1. In this randomized clinical trial in China of a tailored, family-involved hospital elder life program (t-HELP) was linked to a substantially lower risk of post-operative delirium for patients over the age of 70 years undergoing an elective surgical procedure.
2. Compared to the usual care control population, participants in the t-HELP intervention had less decline in cognition and functional status at time of discharge.
Evidence Rating Level: 2 (Good)
Study Rundown: Post-operative delirium is a common complication following surgical procedures among elderly patients, and is associated with increased mortality, morbidity, and healthcare costs. Efforts to prevent delirium for patients in hospital often require multi-disciplinary interventions and quite often need to be individualized to the needs of a particular patient. In order to better suit the cultural landscape of elder care in the Chinese hospital system, the current study evaluated the effectiveness of 11 integrated protocols for personalized delirium risk factor reduction involving family members as care providers (Tailored, family-involved hospital elder life program, t-HELP). The study found that amongst older patients admitted for elective surgical interventions, implementation of t-HELP was associated with significantly lower risk of delirium in the post-operative period and had improved cognition and functional status at time of discharge.
The strengths of the study included the randomized design and unique inclusion of the patient family members into individualized care programs. The main limitations of the study included the single-blinded design, and lack of long-term follow up data on cognition and function following discharge from hospital.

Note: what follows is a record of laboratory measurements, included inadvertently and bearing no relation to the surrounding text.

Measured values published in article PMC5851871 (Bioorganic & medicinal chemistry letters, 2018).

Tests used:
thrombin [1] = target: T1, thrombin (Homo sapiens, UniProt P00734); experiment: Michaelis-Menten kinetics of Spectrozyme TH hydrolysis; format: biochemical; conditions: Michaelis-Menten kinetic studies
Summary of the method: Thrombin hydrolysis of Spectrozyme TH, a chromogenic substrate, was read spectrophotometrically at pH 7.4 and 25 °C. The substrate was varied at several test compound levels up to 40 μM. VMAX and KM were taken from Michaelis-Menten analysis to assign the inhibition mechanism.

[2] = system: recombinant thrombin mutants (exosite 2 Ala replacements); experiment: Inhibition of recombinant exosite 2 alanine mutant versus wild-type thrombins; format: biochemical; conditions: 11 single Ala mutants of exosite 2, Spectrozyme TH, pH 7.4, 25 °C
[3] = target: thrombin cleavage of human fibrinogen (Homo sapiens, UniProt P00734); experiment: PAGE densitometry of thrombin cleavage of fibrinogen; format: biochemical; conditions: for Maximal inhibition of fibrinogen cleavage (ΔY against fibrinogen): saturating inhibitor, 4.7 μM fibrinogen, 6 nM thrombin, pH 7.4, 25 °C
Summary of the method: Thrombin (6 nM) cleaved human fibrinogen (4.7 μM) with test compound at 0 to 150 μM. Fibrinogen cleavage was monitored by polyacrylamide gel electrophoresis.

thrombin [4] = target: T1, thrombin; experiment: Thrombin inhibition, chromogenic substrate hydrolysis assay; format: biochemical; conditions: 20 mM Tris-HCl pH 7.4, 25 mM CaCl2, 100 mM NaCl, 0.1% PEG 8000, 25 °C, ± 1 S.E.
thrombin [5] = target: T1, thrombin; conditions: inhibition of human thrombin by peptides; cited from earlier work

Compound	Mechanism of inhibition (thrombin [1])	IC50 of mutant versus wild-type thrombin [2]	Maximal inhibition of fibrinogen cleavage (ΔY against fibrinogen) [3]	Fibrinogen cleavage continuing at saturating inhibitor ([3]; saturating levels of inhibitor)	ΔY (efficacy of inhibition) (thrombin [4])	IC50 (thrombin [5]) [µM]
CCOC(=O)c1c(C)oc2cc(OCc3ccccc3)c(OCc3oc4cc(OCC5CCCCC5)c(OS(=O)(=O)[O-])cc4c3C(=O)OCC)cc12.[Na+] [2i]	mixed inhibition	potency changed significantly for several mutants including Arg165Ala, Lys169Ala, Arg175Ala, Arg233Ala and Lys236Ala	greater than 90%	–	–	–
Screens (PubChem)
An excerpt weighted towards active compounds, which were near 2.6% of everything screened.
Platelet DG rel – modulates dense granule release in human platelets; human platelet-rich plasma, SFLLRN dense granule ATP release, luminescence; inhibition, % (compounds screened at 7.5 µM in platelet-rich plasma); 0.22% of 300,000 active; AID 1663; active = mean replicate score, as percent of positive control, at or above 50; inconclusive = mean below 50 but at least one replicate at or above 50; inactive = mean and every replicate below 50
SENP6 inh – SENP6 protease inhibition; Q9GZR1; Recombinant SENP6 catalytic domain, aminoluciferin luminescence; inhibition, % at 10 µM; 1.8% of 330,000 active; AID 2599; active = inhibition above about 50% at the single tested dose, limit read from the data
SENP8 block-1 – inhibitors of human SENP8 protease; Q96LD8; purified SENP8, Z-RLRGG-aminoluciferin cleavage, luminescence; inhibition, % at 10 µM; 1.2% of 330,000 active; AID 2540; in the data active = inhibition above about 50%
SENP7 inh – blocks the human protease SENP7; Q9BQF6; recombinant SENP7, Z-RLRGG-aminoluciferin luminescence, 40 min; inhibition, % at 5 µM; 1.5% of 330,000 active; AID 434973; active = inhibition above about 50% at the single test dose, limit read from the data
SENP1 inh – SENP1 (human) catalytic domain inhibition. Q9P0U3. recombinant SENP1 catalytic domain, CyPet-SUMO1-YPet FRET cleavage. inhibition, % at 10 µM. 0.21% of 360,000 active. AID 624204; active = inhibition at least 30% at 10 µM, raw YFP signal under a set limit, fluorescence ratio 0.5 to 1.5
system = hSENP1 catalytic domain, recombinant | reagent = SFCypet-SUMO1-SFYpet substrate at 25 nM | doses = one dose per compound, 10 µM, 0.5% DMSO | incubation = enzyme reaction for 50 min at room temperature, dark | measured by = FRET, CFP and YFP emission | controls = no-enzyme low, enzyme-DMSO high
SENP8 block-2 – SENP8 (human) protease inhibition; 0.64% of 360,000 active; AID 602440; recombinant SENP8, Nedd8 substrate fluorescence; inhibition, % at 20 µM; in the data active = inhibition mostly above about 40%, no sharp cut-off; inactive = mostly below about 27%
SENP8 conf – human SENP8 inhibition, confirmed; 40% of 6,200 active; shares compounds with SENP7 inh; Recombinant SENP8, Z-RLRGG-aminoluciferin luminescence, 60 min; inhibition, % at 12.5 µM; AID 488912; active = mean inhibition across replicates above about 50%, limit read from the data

In-Depth [randomized controlled trial]: This study was a cluster-randomized, single-blinded control trial that included patients treated at one of six surgical floors of West China Hospital in Chengdu, China. Patients were included if they were 70 years of age or older and were admitted for an elective surgical procedure with an estimated length of stay of 2 days or greater. Patients were excluded if they had delirium or significant cognitive deficit at baseline, psychiatric illness, alcohol withdrawal, or life expectancy less than 3 months. The t-HELP intervention adapted 3 universal and 8 personalized protocols for previously established for delirium reduction, and integrated family-members into patient care for the protocol tasks. The control group patients entered into a standard nursing unit and received standard post-operative care. Primary outcome was incidence of post-operative delirium evaluated by Confusion Assessment Method score. Secondary outcomes included functional and cognitive status at discharge. A total of 281 patients were included in the study with 152 being involved in the t-HELP intervention. The t-HELP study arm had significantly lower incidence of post-op delirium (2.6% vs. 19.4%, relative risk of 0.14, 95%CI, 0.05-0.38). The t-HELP patients also demonstrated less functional decline and improved cognitive scores at discharge.
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